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    • Panda
      By Panda
      Evening Guys,
         I had a shipment (small one) arrive today, but the sender has mixed my King Kongs and Black Pintos in the same bag. Is there an easy tell tale as to which is which? (rather small juvies)
      These are my first bee's and really wanted to keep things separate for now.
      Thanks in advance.
    • Crabby
      By Crabby
      Hey everyone,
      I was recently (meaning today) given the opportunity to set up a breeding tank for some native inverts (or some harder to breed fish I guess, but I want to go for shrimp) in a fishroom I help out in. I've been trying to decide what native shrimp I want to try breeding, but then I remembered that it's not as simple as exotics. Can I get some input from the 'experts' (@Grubs, @NoGi, @Baccus, @fishmosy, @jayc of course, I know most of you aren't very active anymore, but I would appreciate your help if you see this message) on what native invert you guys think is easiest to breed (for a semi-noob who hasn't kept natives before). I can set it up as brackish I think, we have an archer fish tank there and are setting up a saltwater as well so should have access to those tools and materials.  
    • YoloDaBolo
      By YoloDaBolo
      PLZ HELP 🙂 
    • sky99
      By sky99
      Hello everyone!
      I bought some pintos, and i did put them with my other bees (some panda, some king kong, some blue bolts).
      However, i can't seem to find if pintos do breed true (in that case, should i separate them? or will those mix with the others
      to make cool new paterns, colors, etc?)
      I have a hard time figuring what bee breed true if any.
      I've read that bee are a mutation of CRS/CBS, but do they produce  similar offsprings or is it more random as an interaction of
      multiple genes?
      Thanks in advance for the help!
    • Chris0zx6r
      By Chris0zx6r
      Hi, I’ve got a 55 litre tank with some guppies, cardinal tetras, panda and peppered cories, amano shrimp and cherry shrimp (oh and a few unintentional snails). I’ve just discovered that there are maybe 10 tiny cherry shrimp (less than 2mm) underneath a piece of wood in the tank. Will they survive with the other species in the tank or should I put them in a breeding box at the top of the tank (I already have one) to stop them becoming fish food! Never had anything breed in the tank so far, so not sure what’s best.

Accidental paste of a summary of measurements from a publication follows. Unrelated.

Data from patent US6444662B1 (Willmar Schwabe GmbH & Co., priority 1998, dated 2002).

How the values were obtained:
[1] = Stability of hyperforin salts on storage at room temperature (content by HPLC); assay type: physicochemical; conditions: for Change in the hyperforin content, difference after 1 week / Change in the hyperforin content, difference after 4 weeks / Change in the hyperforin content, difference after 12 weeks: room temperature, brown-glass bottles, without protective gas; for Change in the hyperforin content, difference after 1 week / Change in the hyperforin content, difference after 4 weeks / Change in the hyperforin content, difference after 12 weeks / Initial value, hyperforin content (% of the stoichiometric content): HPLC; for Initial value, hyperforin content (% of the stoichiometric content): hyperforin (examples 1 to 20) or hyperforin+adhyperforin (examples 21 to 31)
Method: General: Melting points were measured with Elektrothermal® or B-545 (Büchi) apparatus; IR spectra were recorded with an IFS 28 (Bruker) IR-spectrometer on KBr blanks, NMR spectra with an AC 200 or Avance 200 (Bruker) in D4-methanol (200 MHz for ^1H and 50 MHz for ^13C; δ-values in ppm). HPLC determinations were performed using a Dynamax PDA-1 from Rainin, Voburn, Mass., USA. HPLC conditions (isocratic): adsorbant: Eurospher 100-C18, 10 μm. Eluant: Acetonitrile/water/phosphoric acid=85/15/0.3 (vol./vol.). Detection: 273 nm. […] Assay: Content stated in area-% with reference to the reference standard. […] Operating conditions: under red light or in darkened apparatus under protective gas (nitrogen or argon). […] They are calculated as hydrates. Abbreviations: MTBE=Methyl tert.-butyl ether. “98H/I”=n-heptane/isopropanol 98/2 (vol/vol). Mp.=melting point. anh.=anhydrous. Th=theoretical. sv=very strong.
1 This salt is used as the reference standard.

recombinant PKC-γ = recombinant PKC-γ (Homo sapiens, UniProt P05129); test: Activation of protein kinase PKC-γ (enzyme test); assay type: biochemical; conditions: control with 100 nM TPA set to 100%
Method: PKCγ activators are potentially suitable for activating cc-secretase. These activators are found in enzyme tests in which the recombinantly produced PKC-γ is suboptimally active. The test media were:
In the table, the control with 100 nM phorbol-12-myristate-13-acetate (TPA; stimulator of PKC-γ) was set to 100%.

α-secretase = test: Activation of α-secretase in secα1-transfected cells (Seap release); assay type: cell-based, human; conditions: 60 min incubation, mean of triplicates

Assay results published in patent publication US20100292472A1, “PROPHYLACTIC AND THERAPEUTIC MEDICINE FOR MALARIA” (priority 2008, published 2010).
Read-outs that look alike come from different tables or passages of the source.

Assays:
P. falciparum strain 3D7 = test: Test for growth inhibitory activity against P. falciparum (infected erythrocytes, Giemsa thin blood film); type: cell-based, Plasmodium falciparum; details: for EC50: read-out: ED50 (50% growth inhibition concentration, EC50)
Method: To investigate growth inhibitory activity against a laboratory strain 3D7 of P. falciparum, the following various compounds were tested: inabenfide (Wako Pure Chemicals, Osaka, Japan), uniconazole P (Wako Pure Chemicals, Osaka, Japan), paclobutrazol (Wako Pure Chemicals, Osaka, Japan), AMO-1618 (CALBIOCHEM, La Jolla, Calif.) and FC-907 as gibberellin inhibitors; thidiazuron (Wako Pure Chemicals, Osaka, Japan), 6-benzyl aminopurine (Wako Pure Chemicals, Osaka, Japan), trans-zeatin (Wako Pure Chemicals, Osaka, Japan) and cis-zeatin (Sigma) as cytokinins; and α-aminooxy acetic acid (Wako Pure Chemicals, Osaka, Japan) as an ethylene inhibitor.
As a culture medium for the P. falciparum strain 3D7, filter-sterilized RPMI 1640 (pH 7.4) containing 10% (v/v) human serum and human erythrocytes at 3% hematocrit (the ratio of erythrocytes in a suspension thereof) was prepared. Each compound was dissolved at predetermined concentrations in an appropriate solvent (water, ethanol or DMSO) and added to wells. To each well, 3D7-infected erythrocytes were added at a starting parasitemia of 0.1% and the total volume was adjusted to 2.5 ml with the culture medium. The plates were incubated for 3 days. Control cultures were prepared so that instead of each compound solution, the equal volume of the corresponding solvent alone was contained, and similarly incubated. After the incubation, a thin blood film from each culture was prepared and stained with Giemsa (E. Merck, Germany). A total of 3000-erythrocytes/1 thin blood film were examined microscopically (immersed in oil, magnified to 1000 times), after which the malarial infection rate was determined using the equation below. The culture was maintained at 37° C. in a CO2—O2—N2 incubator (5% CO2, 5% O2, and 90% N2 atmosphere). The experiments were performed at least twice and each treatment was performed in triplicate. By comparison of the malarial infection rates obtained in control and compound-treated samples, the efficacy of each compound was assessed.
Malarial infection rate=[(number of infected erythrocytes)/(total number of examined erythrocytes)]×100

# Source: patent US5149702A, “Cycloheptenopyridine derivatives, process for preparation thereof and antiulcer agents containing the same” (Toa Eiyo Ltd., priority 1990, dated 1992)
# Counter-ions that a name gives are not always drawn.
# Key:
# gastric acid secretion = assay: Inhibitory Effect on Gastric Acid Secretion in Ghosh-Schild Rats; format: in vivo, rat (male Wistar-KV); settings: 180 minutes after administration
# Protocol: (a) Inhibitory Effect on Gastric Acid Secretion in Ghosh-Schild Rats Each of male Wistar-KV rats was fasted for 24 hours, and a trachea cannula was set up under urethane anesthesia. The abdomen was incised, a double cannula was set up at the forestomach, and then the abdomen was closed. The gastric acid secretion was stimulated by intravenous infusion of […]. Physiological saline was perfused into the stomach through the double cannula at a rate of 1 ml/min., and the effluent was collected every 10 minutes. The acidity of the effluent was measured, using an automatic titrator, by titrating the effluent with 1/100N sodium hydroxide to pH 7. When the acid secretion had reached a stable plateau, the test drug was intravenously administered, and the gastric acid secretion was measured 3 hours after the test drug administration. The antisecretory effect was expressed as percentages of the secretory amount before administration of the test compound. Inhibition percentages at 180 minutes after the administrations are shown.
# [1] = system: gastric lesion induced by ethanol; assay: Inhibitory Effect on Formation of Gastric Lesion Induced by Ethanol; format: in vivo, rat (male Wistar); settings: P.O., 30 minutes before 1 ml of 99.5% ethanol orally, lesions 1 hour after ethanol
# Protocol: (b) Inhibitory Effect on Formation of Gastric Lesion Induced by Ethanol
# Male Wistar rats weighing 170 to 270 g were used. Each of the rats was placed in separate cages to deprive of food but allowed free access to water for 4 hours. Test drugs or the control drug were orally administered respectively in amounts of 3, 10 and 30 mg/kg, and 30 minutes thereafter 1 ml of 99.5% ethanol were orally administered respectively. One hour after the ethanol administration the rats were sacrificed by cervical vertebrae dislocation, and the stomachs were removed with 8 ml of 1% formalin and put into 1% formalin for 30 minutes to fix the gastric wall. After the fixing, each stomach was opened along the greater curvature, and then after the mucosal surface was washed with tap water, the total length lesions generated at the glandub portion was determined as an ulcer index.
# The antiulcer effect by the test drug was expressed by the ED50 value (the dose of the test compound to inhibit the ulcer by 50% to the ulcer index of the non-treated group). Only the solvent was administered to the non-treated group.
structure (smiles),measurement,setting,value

Thanks, Chris 
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  • Posts

    • Wilbergz
      Tap is what im using, thank you for the help
    • Subtlefly
      Thanks for your input.. the tank is cement and is under our house, its what I use to top up my outdoor pond when it loses evaporation and the shrimp living out there are breeding.  I will certainly look into test kits but to begin with I am just going to cycle the tank with plants.  Thanks again!
    • sdlTBfanUK
      It is best to test the parameters of the 'source' water and go from there. Many people use dechlorinated tap water successfully with cherry shrimp (me included), but rainwater or RO water you will need to mineralise the water. I guess it is a bit too early at this stage as you don't have the tank yet, but you may want to ge the test kits so you are ready to go anyway - TDS meter/pen, GH, KH, PH and of course ammonia/nitrite/nitrate for cyclng the tank. I guess you can make life easier when you have the tests by testing the different 'sources' so you can get any minerals etc ready as well, and decide which source is going to best suit cherry shrimps? Rainwater is likely near to RO water so will likely need minerals added, and what is the storage tank/guttering made of, as some metals are toxic to shrimp, especially copper? Sorry, got a bit off original topic. All the equipment you originally listed looks good and well thought out from what I saw but as I am in UK it isn't the same 'stuff' here so hopefully someone from Australia will help with that aspect. Simon
    • sdlTBfanUK
      I have often got odd groups of fungus growing when setting up new tanks, though not seen it on any shrimp, usually wood or ornaments etc and that clears itself in time once the tank is properly cycled and settled down. If he seems happy and active just keep a close eye on him and see how it progresses (hopefully disappears). Maybe the tank wasn't quite ready for him? I'm not quite sure how quickly/easy it is to cycle/establish when there are no plants, it may take longer as they are usually a part (speed up) of the process I would think, and if you have just got an ammonia reading this week? Keep testing Ammonia/nitrite and nitrate regulary at this point? If the ammonia gets too high it is normal to do a large water change, but that may trigger a molt so only do that if absolutely necessary. Don't overfeed the fish either (common mistake) as that may cause extra ammonia? What water are you using, RO or Tap? Simon
    • Subtlefly
      So we have a rainwater tank under our house and I have a pond in the yard - was kind of planning on using rain water or water that has been cycling through my backyard pond, native pacific blue eye fish and native red nosed shrimp out there doing their own thing.   If I am stuck and in a drought then I might have to resort to filtered tap water...  does this sound like a plan?
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